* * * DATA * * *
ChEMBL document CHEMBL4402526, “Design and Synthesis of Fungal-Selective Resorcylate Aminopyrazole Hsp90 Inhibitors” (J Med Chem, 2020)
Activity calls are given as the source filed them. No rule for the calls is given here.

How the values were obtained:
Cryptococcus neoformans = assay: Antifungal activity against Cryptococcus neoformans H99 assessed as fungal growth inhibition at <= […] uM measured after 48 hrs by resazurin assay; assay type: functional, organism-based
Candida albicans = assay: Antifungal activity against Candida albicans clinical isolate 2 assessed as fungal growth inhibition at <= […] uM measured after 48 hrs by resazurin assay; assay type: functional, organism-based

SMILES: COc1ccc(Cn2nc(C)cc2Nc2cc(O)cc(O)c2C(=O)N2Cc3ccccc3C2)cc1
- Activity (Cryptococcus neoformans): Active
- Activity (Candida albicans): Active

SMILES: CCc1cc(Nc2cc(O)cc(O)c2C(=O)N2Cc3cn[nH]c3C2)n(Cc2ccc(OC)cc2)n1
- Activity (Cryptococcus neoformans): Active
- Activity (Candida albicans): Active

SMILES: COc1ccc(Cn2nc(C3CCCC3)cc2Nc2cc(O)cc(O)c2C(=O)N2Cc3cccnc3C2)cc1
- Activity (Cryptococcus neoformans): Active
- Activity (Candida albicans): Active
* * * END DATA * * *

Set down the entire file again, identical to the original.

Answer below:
ChEMBL document CHEMBL4402526, “Design and Synthesis of Fungal-Selective Resorcylate Aminopyrazole Hsp90 Inhibitors” (J Med Chem, 2020)
Activity calls are given as the source filed them. No rule for the calls is given here.

How the values were obtained:
Cryptococcus neoformans = assay: Antifungal activity against Cryptococcus neoformans H99 assessed as fungal growth inhibition at <= […] uM measured after 48 hrs by resazurin assay; assay type: functional, organism-based
Candida albicans = assay: Antifungal activity against Candida albicans clinical isolate 2 assessed as fungal growth inhibition at <= […] uM measured after 48 hrs by resazurin assay; assay type: functional, organism-based

SMILES: COc1ccc(Cn2nc(C)cc2Nc2cc(O)cc(O)c2C(=O)N2Cc3ccccc3C2)cc1
- Activity (Cryptococcus neoformans): Active
- Activity (Candida albicans): Active

SMILES: CCc1cc(Nc2cc(O)cc(O)c2C(=O)N2Cc3cn[nH]c3C2)n(Cc2ccc(OC)cc2)n1
- Activity (Cryptococcus neoformans): Active
- Activity (Candida albicans): Active

SMILES: COc1ccc(Cn2nc(C3CCCC3)cc2Nc2cc(O)cc(O)c2C(=O)N2Cc3cccnc3C2)cc1
- Activity (Cryptococcus neoformans): Active
- Activity (Candida albicans): Active